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Our best chance for farm reform

The Environment Department recently published an obituary to farmland wildlife. Defra’s Natural Environment Indicators showed long and short-term decline in birds and butterflies and rapid short-term deterioration of water quality across the country.

September 2016

  • In 2014, the breeding farmland bird index in England reached its second lowest recorded level, 56% lower than its level in 1970
  • Breeding wetland birds in England declined by 10% between 2008 and 2013
  • Since 1990, butterfly numbers on farmland have fallen by 27% reaching a historical low point in 2012. The trend has shown a significant decline since 2009.

There couldn’t be a clearer sign that market failures in the agricultural sector are emptying the coffers of natural capital – every year, in the name of productivity, we take more from our natural environment than we put back and wildlife is seriously suffering as a result.

For decades now, fundamental agricultural stresses on our environment have been multiplied by a system of subsidies that has almost ignored the value of nature. In the Common Agricultural Policy, investing in the natural assets that sustain our countryside has always been a sideshow to the megabucks linked to land-holding and production.

If we are not careful, many of the sights and sounds that define our farmland could be lost: the flight of the lapwing, the call of the curlew, the song of the skylark. The character of our countryside is bound up in its wildlife.

Yet somehow, amid the political turmoil of Brexit, there’s a chance to turn things round. The Government has an opportunity to design a new subsidy system for sustainable farming.

The National Trust and CPRE have led the way in calling for a new subsidy system that rewards public goods; one that diversifies farmers’ income so that they are properly paid for environmental protection as well as production. Martin Harper has signalled RSPB’s support. Other Link members are working together on a response to the Environmental Audit Committee’s Brexit inquiry with a similar message of subsidies for sustainability.

At WWT, we’ll use our EAC response to call for a “pillar switch”: the Chancellor should commit to maintaining the £4bn we spend in supporting our farmers (that’s scarcely enough), but future payments should be guided by the “polluter pays” and “provider is paid” principles. Those who invest more in our natural wealth should be rewarded the most. This should be at the heart of a long-term, target driven plan to make us rich in nature.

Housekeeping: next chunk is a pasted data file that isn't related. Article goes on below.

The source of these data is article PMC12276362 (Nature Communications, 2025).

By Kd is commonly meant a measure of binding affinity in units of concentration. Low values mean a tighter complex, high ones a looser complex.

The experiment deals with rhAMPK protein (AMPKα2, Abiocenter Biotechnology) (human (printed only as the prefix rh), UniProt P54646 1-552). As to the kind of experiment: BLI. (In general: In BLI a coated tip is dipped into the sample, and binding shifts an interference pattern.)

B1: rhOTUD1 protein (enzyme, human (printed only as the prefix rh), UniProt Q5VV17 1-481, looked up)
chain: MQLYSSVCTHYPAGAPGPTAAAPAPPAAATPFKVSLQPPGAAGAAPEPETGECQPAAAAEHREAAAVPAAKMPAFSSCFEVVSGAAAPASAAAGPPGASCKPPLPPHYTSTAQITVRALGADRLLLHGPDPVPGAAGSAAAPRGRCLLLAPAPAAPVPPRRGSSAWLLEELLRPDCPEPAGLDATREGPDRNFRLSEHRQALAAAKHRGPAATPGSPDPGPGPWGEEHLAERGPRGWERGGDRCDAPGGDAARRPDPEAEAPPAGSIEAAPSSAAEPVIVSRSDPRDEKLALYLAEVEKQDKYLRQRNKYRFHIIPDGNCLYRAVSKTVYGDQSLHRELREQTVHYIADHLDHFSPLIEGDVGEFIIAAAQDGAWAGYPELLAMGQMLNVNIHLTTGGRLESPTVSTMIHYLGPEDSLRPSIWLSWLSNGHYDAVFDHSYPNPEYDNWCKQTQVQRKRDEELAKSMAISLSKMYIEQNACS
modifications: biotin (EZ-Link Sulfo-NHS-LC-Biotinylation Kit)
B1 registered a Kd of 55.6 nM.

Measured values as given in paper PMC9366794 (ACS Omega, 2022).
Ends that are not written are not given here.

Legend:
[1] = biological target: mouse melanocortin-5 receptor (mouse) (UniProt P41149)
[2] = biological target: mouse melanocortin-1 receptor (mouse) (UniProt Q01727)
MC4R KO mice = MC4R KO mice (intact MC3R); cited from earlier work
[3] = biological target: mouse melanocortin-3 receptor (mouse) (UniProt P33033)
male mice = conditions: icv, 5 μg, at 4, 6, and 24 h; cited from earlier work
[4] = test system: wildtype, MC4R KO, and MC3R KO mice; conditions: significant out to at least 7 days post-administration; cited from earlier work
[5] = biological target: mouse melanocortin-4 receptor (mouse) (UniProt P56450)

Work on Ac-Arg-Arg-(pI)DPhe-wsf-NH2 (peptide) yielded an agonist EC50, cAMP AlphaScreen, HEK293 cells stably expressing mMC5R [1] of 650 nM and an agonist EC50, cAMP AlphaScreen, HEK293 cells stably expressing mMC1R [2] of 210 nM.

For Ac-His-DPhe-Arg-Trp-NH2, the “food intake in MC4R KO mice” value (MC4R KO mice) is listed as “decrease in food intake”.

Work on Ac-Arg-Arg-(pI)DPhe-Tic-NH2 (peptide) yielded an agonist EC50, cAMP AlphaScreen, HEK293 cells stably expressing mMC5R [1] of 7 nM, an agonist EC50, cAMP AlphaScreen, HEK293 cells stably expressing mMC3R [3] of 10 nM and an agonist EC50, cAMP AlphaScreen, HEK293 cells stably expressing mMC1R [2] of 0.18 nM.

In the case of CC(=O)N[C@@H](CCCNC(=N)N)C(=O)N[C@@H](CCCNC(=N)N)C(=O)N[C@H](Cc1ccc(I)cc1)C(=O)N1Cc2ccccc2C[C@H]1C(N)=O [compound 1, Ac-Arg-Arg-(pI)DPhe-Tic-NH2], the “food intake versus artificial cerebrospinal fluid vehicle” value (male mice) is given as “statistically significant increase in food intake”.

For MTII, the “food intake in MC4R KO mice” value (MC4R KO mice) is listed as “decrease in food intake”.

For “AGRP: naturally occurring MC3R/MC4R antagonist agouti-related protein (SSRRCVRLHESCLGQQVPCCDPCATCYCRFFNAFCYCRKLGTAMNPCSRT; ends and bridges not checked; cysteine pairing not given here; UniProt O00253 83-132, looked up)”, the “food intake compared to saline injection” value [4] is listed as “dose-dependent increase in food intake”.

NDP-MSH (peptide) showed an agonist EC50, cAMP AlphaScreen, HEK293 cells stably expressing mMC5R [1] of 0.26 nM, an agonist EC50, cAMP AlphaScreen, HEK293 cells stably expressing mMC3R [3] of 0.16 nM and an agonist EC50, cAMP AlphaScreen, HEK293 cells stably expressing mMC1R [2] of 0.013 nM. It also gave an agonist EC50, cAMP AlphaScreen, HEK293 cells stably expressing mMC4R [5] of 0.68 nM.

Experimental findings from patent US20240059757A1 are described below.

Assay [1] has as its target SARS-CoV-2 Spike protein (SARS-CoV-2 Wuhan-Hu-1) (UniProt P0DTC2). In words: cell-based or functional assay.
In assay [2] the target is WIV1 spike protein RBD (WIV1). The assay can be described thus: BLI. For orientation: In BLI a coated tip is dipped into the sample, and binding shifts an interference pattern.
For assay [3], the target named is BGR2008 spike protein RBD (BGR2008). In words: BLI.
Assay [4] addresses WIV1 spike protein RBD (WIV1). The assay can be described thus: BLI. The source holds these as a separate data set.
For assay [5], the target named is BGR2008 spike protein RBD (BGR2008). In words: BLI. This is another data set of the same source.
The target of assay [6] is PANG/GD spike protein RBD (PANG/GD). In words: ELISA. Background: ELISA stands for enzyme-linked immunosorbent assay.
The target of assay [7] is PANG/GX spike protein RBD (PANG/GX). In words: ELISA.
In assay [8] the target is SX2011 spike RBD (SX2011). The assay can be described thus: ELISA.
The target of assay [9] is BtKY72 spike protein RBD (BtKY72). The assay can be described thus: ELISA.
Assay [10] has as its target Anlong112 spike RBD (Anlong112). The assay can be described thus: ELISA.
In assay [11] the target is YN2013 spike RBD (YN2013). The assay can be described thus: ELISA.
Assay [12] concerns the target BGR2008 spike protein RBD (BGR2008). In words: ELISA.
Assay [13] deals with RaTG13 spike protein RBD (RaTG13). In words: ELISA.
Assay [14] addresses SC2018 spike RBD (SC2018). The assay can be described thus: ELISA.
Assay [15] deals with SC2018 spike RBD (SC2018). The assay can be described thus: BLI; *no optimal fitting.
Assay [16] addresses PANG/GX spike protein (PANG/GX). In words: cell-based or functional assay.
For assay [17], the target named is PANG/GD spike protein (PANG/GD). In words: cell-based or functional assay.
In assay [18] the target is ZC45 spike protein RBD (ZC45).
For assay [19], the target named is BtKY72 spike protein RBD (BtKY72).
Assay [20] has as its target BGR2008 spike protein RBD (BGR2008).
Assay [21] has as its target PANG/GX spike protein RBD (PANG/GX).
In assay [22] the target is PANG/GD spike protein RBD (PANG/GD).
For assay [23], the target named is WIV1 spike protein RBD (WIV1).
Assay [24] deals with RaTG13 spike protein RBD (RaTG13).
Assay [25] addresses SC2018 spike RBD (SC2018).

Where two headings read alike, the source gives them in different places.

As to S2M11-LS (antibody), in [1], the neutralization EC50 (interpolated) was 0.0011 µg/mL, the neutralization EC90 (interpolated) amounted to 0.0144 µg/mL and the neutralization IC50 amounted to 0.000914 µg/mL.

We’ll also keep calling for an annual Natural Wealth Statement, setting out how our environment fares against long-term targets. It’s a scandal that this awful reflection of the way we manage our countryside went almost unnoticed. In future, when our environment is in crisis, the public and Parliament should hear about it.

For now, we’ll have to make do with raising our own voices to call for concerted environmental action. From individual bloggers and high-profile politicians, to NGO partnerships like Link, TCC and Green Alliance, the environment sector is beginning at last to speak with one voice. In a few weeks, the State of Nature Partnership will publish a second round-up of the UK’s natural environment, setting out the challenge that faces our new Government.

In farm reform, Defra has a chance to create an Environment, Landscape and Food policy that can deliver environmental improvement, alongside food security and public health provision. The Government can put our natural wealth at the heart of a strong 25 year environment plan.

There’s still time to support a sustainable farm sector and a countryside full of life. The Government's recent indicators need not be a final indictment.

Richard Benwell

Head of Government Affairs, Wildfowl & Wetlands Trust

Find Richard on Twitter @RSBenwell

The opinions expressed in this blog are the author’s and not necessarily those of the wider Link membership.